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Thread: After 47 years, I finally have depression.

  1. #21
    I think each individual is different. And depression doesn't mean you are suicidal. Here are the symptoms that can be seen-



        • *Little interest or pleasure in doing things
        • Feeling down, depressed, or hopeless
        • *Trouble falling or staying asleep, or sleeping too much

      • Feeling tired or having little energy
      • Poor appetite, overeating, or considerable weight changes
      • Feeling bad about yourself – that you are a failure or having a lot of guilt

    • Difficulty concentrating on things or making decisions
    • Moving or speaking slowly, so that other people have noticed, or being so restless that you’ve been moving around a lot


    (This is just one of the possible signs/ symptoms, the most obvious)-Thoughts that you would be better off dead, or of hurting yourself in some way.

    I will ask my patients if they are depressed. A lot of times they say no- just down a little bit. When I ask-about the enjoying things they did before- that seems to be the real eye opener. I just don't feel like doing it or I do it but don't have the enjoyment I used to.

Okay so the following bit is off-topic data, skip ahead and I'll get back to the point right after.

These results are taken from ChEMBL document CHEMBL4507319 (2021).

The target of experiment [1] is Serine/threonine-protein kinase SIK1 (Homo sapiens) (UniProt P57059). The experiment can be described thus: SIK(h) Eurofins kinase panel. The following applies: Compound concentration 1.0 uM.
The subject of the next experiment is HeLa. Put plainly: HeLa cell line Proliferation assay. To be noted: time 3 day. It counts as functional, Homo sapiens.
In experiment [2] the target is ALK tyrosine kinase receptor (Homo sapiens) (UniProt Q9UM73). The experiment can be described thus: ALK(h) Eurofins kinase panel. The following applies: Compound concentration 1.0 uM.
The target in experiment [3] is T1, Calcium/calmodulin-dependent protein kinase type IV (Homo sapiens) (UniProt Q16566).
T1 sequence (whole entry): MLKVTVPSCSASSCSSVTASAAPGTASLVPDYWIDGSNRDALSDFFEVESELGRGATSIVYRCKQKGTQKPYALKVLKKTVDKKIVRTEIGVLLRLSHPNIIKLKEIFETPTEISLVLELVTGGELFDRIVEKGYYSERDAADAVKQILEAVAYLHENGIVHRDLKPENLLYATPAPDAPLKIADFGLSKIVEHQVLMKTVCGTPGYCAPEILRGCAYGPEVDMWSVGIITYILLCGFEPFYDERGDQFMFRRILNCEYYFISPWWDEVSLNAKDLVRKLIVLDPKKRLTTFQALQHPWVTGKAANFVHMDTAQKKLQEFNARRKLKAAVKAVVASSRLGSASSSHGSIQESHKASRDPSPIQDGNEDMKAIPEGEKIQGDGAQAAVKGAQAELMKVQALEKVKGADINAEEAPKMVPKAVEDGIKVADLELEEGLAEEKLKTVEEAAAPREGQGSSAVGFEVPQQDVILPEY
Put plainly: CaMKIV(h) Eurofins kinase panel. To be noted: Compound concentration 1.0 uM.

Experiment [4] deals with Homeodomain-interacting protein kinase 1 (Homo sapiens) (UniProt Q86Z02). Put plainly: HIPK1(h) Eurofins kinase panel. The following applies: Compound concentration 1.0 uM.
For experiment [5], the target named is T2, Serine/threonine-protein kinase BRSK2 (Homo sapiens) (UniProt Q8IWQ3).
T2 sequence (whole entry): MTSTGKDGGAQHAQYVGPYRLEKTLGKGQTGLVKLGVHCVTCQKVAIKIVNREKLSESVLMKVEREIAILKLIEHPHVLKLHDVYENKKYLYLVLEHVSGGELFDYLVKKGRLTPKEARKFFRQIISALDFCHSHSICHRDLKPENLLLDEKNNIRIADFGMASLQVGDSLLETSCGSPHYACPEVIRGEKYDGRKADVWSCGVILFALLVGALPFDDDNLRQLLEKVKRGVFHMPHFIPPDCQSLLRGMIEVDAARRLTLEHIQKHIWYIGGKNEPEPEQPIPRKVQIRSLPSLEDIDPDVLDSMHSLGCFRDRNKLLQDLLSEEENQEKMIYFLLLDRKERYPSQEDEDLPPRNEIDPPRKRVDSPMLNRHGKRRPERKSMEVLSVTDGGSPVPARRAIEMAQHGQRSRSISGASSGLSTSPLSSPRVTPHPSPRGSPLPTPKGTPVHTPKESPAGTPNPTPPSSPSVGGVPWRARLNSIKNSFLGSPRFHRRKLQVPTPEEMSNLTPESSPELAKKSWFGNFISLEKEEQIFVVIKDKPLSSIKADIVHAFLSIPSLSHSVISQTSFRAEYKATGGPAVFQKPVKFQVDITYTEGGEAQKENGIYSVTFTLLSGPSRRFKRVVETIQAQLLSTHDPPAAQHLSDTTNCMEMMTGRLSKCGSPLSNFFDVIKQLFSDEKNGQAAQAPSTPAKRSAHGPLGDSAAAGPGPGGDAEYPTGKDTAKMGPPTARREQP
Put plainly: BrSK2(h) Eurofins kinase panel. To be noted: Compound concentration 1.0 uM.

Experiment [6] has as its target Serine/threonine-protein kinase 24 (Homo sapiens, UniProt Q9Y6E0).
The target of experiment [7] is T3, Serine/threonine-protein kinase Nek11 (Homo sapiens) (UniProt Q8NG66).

Everyone has some of the signs/symptoms occasionally but continued or consistent for a length of time is the "depression".
    And no one should be ashamed or embarrassed to admit their feelings.

    CWO
    The SCI-Nurses are advanced practice nurses specializing in SCI/D care. They are available to answer questions, provide education, and make suggestions which you should always discuss with your physician/primary health care provider before implementing. Medical diagnosis is not provided, nor do the SCI-Nurses provide nursing or medical care through their responses on the CareCure forums.

  2. #22
    Quote Originally Posted by funklab View Post